The silent microfinance crisis facing Punjab’s Dalit women

Overlending by microfinance institutions with next to zero self-regulation has sent indebtedness and defaults soaring in the border state.

KD (we’ll call her that to protect her identity) is a 45-year-old mother of two. She took pride in the fact that she was one of the few women in her neighbourhood, Shaheed Bhagat Singh Nagar, who repaid her microfinance loan instalments even when most others defaulted. 

Situated on the outskirts of Punjab’s Mansa town, the area has a handful of cattle along with nearly 1,800 voters, most belonging to Ramdasia and Mazhabi Dalit Sikh castes. Amid the criss-crossing drains and streets, the houses are so cramped that it is hard to tell where a house ends and another begins. …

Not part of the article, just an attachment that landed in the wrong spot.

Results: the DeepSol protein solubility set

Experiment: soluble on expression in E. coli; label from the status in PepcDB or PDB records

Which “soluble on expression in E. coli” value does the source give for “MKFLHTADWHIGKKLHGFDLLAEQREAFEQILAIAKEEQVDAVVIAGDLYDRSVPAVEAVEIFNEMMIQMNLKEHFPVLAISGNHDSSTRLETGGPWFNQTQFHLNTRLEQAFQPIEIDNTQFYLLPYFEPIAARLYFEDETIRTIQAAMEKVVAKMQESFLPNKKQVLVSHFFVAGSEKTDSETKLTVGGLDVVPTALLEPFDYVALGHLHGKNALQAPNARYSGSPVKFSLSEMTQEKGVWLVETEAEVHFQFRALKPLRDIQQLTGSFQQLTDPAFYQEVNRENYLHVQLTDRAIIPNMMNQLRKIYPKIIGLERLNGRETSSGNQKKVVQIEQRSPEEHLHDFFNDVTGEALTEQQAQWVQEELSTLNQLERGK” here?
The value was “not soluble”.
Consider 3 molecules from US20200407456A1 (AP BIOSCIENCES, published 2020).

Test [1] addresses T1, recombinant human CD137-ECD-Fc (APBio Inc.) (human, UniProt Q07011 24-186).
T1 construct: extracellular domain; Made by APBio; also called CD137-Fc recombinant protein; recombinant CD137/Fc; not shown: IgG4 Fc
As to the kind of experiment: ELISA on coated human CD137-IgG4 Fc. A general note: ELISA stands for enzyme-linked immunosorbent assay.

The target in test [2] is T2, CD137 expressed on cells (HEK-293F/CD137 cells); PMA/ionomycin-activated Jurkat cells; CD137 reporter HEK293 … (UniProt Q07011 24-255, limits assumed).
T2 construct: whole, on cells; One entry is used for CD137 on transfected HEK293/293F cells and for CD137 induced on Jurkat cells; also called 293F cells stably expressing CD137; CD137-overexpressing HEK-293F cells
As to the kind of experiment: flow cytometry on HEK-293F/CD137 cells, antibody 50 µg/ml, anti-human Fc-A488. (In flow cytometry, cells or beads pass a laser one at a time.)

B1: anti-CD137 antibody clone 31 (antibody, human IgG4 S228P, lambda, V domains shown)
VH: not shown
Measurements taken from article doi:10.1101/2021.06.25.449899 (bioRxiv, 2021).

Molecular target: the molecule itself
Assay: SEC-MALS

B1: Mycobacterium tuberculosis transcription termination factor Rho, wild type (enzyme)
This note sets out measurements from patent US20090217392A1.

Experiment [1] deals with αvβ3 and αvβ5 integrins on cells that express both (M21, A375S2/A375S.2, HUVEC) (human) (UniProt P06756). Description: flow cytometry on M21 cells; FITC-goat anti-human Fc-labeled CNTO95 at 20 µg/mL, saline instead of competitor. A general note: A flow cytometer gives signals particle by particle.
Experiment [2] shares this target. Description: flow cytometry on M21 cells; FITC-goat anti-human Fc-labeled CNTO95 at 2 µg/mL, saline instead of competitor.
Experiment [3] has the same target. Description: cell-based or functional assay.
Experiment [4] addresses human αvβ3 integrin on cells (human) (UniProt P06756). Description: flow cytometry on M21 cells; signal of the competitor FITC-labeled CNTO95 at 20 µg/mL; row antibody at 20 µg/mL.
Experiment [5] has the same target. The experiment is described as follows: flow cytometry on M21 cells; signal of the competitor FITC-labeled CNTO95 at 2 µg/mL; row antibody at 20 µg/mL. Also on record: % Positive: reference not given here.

Advait Palepu

Advait is a financial journalist and a former writer at The Morning Context. Here, he wrote on India’s banks, the wider financial services industry and the fintech ecosystem. He has previously worked with the Economic and Political Weekly, Business Standard, BloombergQuint and MediaNama, where he covered everything from the Reserve Bank of India to fintech policy.




Srishti Jaswal

Srishti is an award-winning independent journalist based in India. She has written on a variety of subjects, such as politics, tech, rural connectivity, maternal health, human rights, and governance for national and international publications including The Caravan, Newslaundry, Vice World News and Al Jazeera.